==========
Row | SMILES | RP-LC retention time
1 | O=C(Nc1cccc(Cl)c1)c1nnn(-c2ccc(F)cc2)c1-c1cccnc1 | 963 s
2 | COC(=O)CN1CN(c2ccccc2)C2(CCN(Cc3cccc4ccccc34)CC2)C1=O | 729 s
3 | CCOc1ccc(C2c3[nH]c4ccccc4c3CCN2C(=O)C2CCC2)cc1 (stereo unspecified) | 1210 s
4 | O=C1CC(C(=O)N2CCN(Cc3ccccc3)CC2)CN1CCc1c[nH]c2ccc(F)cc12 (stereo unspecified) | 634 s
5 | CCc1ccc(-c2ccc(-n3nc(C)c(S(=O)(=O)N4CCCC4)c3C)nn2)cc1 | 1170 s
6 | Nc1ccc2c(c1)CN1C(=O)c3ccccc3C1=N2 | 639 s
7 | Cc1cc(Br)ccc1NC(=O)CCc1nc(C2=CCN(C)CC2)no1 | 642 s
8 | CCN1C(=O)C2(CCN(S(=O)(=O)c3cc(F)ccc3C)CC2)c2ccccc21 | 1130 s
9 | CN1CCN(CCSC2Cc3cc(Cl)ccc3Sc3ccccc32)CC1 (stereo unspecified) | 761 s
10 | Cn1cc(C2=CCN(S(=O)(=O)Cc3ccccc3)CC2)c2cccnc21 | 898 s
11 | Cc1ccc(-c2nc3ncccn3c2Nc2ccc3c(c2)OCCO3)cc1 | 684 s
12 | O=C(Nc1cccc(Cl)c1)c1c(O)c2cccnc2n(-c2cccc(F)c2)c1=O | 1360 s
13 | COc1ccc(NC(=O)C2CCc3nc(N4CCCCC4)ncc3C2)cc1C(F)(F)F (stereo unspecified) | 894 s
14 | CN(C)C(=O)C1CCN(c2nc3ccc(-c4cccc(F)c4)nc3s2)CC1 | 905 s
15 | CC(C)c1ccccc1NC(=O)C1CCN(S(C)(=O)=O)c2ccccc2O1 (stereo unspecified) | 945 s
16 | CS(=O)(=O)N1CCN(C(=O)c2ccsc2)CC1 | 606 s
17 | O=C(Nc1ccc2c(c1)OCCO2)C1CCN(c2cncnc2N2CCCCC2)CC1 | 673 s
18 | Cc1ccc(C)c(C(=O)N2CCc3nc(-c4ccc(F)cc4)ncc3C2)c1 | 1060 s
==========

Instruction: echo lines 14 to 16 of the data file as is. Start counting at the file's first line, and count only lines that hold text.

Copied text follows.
13 | COc1ccc(NC(=O)C2CCc3nc(N4CCCCC4)ncc3C2)cc1C(F)(F)F (stereo unspecified) | 894 s
14 | CN(C)C(=O)C1CCN(c2nc3ccc(-c4cccc(F)c4)nc3s2)CC1 | 905 s
15 | CC(C)c1ccccc1NC(=O)C1CCN(S(C)(=O)=O)c2ccccc2O1 (stereo unspecified) | 945 s